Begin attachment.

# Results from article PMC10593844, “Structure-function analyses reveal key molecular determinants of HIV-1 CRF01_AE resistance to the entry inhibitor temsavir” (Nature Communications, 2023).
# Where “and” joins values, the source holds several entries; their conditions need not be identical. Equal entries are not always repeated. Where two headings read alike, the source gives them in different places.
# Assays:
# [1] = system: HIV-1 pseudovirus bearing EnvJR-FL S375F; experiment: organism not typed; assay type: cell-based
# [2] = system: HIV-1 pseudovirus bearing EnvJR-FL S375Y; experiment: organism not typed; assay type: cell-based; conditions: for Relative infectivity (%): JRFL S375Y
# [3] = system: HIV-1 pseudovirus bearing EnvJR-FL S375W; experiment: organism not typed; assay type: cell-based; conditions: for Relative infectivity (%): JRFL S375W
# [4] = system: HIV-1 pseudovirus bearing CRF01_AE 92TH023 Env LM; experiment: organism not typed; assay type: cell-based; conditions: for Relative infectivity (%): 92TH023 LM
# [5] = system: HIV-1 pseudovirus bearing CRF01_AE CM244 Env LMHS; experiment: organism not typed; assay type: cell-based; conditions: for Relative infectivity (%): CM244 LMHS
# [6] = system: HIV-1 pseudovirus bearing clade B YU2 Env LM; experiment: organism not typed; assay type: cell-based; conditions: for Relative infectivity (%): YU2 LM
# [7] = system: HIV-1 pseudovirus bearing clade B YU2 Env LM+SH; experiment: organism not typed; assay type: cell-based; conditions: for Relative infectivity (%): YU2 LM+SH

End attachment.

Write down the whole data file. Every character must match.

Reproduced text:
# Results from article PMC10593844, “Structure-function analyses reveal key molecular determinants of HIV-1 CRF01_AE resistance to the entry inhibitor temsavir” (Nature Communications, 2023).
# Where “and” joins values, the source holds several entries; their conditions need not be identical. Equal entries are not always repeated. Where two headings read alike, the source gives them in different places.
# Assays:
# [1] = system: HIV-1 pseudovirus bearing EnvJR-FL S375F; experiment: organism not typed; assay type: cell-based
# [2] = system: HIV-1 pseudovirus bearing EnvJR-FL S375Y; experiment: organism not typed; assay type: cell-based; conditions: for Relative infectivity (%): JRFL S375Y
# [3] = system: HIV-1 pseudovirus bearing EnvJR-FL S375W; experiment: organism not typed; assay type: cell-based; conditions: for Relative infectivity (%): JRFL S375W
# [4] = system: HIV-1 pseudovirus bearing CRF01_AE 92TH023 Env LM; experiment: organism not typed; assay type: cell-based; conditions: for Relative infectivity (%): 92TH023 LM
# [5] = system: HIV-1 pseudovirus bearing CRF01_AE CM244 Env LMHS; experiment: organism not typed; assay type: cell-based; conditions: for Relative infectivity (%): CM244 LMHS
# [6] = system: HIV-1 pseudovirus bearing clade B YU2 Env LM; experiment: organism not typed; assay type: cell-based; conditions: for Relative infectivity (%): YU2 LM
# [7] = system: HIV-1 pseudovirus bearing clade B YU2 Env LM+SH; experiment: organism not typed; assay type: cell-based; conditions: for Relative infectivity (%): YU2 LM+SH